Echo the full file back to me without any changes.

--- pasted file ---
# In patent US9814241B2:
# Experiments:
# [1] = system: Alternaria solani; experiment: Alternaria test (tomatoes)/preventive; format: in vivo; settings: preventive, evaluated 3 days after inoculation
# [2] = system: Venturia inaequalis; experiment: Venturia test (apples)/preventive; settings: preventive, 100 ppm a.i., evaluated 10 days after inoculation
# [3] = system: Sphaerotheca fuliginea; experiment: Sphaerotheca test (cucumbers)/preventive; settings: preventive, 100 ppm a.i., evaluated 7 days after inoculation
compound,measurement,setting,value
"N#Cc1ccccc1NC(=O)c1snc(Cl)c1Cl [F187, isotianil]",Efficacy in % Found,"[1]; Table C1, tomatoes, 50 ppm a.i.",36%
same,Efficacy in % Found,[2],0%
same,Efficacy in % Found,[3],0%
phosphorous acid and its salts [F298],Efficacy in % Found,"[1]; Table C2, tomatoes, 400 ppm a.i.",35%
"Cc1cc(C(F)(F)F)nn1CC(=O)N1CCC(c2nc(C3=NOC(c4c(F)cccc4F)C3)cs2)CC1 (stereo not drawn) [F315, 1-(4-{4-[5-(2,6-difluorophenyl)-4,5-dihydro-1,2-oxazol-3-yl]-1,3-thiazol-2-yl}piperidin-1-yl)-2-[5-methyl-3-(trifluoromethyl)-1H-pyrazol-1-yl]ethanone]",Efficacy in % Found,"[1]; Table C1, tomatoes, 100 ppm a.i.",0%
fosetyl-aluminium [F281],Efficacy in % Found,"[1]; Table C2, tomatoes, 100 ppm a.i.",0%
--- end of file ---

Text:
# In patent US9814241B2:
# Experiments:
# [1] = system: Alternaria solani; experiment: Alternaria test (tomatoes)/preventive; format: in vivo; settings: preventive, evaluated 3 days after inoculation
# [2] = system: Venturia inaequalis; experiment: Venturia test (apples)/preventive; settings: preventive, 100 ppm a.i., evaluated 10 days after inoculation
# [3] = system: Sphaerotheca fuliginea; experiment: Sphaerotheca test (cucumbers)/preventive; settings: preventive, 100 ppm a.i., evaluated 7 days after inoculation
compound,measurement,setting,value
"N#Cc1ccccc1NC(=O)c1snc(Cl)c1Cl [F187, isotianil]",Efficacy in % Found,"[1]; Table C1, tomatoes, 50 ppm a.i.",36%
same,Efficacy in % Found,[2],0%
same,Efficacy in % Found,[3],0%
phosphorous acid and its salts [F298],Efficacy in % Found,"[1]; Table C2, tomatoes, 400 ppm a.i.",35%
"Cc1cc(C(F)(F)F)nn1CC(=O)N1CCC(c2nc(C3=NOC(c4c(F)cccc4F)C3)cs2)CC1 (stereo not drawn) [F315, 1-(4-{4-[5-(2,6-difluorophenyl)-4,5-dihydro-1,2-oxazol-3-yl]-1,3-thiazol-2-yl}piperidin-1-yl)-2-[5-methyl-3-(trifluoromethyl)-1H-pyrazol-1-yl]ethanone]",Efficacy in % Found,"[1]; Table C1, tomatoes, 100 ppm a.i.",0%
fosetyl-aluminium [F281],Efficacy in % Found,"[1]; Table C2, tomatoes, 100 ppm a.i.",0%